Multi-sensory room helps to relax people with disabilities


SARASOTA – The 33rd annual Sarasota Powerboat Race to the Grand Prix kicks off this weekend, and the Grand Prix festival is making some contributions to local businesses.

One of their latest contributions is a multi-sensory room at The Haven, a nonprofit that serves disabled children and adults.

The room features calming sounds, fiber optics, and the fan favorite: the ball pit.

“They love the ball pit; that’s definitely been the number one feedback,” president and CEO of The Haven, Brad Jones, said. “They definitely just love the calming environment.”

The Haven has been in operation for 63 years.

“Our mission is to empower and create independent lives for people with disabilities,” Jones said.

Bradley Morall is an employee at The Haven who says he visits the room at least once a week.

“I love it in here, it’s so cool,” he said.

“It’s an amazing sensory room that allows our clients to come in and really just be able to relax, as well as have some stimulation,” Jones said.

What makes it so relaxing?

“Everything, really,” Morall said. “It’s brand new and it’s lovely”

The room was completed about  three months ago.

“Really if someone’s having an off day, they can come in here, take a little break, as well as come in here just do some meditation and relaxation exercises,” Jones said.

The room was made possible by Grand Prix’s collaboration with Suncoast Charities for Children.

“We met them through the Grand Prix and decided to move forward with the multi-sensory room, and it’s been a great project for us as a family,” Powerboat P1 marketing director Azam Rangoonwala said.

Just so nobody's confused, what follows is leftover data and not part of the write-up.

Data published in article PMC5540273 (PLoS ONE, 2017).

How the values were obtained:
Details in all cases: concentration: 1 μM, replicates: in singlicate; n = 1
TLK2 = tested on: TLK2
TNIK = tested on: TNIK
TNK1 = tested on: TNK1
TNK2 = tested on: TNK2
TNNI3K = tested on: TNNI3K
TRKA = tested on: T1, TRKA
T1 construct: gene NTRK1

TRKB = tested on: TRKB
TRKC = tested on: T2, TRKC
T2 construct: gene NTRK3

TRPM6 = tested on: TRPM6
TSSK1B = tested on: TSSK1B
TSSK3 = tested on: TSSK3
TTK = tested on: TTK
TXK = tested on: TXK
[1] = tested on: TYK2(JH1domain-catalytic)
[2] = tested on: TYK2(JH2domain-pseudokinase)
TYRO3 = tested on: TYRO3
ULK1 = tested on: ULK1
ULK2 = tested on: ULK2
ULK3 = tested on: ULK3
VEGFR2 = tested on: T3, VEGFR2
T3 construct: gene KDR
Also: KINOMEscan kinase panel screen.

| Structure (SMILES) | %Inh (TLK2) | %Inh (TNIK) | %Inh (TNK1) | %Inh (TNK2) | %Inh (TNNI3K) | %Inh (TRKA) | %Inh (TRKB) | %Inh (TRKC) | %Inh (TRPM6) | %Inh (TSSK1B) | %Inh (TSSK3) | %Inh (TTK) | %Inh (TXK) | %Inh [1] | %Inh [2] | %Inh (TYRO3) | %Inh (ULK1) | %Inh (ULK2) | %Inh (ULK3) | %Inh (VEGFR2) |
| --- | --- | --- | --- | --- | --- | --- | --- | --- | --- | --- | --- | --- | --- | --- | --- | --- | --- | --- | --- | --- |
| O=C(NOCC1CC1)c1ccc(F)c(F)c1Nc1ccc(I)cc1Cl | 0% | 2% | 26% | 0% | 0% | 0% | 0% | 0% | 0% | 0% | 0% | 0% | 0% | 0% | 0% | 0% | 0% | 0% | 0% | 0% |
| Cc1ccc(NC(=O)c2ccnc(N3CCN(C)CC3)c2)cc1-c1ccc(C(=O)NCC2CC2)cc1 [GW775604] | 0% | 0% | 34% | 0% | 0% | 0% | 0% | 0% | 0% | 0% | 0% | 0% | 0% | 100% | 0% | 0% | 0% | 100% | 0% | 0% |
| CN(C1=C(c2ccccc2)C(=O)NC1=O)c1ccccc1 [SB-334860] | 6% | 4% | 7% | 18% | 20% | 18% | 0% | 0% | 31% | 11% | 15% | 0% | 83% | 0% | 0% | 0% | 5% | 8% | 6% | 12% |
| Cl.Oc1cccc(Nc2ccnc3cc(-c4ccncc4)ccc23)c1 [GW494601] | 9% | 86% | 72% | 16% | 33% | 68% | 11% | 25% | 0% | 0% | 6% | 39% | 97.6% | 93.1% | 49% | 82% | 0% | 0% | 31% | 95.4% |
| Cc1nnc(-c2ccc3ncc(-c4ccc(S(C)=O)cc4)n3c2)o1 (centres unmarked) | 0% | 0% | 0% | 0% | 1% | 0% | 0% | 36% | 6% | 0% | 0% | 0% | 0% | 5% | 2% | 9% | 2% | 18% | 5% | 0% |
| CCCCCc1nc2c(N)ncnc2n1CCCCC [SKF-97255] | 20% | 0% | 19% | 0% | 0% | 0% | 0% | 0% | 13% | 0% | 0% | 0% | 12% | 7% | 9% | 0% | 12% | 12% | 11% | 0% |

It’s also a great ‘haven’ for people with disabilities.

“We do have a lot of people here who have lots of stress sometimes,” Morall said. “It helps them quite a lot to come in here.”

Both stress-relieving and stimulating, the room has interactive aromatherapy. You just press a button, and a calming scent is released.

“It pretty much gets to all the senses so it really encapsulates the whole experience for ’em,” Jones said.

He said watching people use the room is what it’s all about.

“Just seeing the clients, from the kids all the way through the adults, being able to enjoy it is just an amazing experience,” Jones said.

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Hallie Peilet
Hallie Peilet is an Indiana University graduate with a degree in broadcast journalism, and a minor in music. She has had experience in several media outlets. Previously, she interned for WCIU-TV in Chicago, learning about production and live reporting. During her senior year at IU, she worked as a reporter and anchor for her campus news station, and as a multimedia journalist for WTIU/WFIU, the PBS/NPR affiliate in Bloomington. She grew up just outside of Chicago in Munster, Indiana, and in her free time she enjoys spending time with her friends and family, discovering new music, and watching Chicago sports. If you have an idea for a story, e-mail her at


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